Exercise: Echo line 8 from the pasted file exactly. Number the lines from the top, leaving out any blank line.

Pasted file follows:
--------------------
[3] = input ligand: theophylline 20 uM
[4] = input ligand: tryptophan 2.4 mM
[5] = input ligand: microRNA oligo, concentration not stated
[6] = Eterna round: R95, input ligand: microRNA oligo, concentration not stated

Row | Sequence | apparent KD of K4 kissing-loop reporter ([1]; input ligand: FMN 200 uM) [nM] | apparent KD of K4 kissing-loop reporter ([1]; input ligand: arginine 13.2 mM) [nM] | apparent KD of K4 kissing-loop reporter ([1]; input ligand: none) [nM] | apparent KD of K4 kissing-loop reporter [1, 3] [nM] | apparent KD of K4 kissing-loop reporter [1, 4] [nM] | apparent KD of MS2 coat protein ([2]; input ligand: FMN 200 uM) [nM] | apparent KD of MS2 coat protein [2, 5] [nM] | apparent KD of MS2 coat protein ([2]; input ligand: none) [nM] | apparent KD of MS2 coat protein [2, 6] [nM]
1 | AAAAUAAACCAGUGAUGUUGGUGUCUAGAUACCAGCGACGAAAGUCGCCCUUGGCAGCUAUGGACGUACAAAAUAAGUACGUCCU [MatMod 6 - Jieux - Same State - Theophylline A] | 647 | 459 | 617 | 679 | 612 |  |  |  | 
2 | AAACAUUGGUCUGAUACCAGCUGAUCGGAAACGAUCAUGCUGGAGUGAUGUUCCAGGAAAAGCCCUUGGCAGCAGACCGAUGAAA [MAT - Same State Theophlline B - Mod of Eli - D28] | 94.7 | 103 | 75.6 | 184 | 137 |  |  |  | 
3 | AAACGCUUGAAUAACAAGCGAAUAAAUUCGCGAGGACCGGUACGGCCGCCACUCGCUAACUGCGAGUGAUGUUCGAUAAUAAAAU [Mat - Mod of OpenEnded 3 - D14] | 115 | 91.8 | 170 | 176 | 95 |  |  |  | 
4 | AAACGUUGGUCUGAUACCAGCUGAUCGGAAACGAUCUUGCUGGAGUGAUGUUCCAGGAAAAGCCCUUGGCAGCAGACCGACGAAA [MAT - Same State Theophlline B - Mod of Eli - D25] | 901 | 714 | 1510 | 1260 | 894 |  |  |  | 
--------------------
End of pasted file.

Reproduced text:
3 | AAACGCUUGAAUAACAAGCGAAUAAAUUCGCGAGGACCGGUACGGCCGCCACUCGCUAACUGCGAGUGAUGUUCGAUAAUAAAAU [Mat - Mod of OpenEnded 3 - D14] | 115 | 91.8 | 170 | 176 | 95 |  |  |  | 